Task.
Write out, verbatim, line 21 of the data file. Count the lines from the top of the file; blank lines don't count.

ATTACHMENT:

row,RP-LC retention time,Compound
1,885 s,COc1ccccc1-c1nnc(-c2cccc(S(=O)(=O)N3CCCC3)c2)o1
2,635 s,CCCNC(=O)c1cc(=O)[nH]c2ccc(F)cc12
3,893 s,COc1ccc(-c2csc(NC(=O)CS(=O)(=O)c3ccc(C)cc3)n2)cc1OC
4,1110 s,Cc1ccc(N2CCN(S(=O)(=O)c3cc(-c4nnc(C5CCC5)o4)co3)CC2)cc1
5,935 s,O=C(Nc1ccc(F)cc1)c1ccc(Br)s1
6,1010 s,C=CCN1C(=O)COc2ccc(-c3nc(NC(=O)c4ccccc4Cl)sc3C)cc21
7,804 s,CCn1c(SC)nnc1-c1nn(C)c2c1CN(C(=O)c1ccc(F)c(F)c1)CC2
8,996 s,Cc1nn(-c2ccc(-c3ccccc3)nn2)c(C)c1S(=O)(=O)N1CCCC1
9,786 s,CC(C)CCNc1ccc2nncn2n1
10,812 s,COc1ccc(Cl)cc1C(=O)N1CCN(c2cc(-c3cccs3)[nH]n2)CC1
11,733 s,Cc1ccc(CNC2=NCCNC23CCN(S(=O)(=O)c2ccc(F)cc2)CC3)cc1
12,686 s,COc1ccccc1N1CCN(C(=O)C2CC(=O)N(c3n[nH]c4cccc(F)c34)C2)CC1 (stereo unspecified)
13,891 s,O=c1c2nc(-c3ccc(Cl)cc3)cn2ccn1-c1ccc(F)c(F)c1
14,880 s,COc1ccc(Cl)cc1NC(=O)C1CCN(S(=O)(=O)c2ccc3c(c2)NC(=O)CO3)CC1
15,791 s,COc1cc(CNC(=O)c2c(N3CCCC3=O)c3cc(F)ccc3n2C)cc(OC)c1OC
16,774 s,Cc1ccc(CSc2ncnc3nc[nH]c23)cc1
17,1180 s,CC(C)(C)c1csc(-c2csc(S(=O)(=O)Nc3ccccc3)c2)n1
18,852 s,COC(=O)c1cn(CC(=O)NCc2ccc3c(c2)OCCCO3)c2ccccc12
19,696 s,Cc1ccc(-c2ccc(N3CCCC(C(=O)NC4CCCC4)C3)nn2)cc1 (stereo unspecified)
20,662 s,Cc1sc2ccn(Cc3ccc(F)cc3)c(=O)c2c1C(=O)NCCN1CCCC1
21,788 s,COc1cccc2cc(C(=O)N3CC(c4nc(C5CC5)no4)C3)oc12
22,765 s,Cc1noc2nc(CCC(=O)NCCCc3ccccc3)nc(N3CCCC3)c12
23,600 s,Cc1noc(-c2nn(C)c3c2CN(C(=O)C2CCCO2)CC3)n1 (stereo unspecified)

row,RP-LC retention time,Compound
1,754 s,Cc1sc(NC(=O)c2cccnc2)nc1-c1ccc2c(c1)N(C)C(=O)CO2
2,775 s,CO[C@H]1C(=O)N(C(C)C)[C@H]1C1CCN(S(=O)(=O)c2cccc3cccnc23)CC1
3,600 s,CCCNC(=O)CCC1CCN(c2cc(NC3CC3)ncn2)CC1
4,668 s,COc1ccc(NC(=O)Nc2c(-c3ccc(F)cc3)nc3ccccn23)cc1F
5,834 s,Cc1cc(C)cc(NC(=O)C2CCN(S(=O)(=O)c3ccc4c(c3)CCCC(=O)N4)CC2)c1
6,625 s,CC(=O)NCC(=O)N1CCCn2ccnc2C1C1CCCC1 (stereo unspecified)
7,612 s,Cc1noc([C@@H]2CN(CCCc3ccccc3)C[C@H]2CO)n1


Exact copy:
20,662 s,Cc1sc2ccn(Cc3ccc(F)cc3)c(=O)c2c1C(=O)NCCN1CCCC1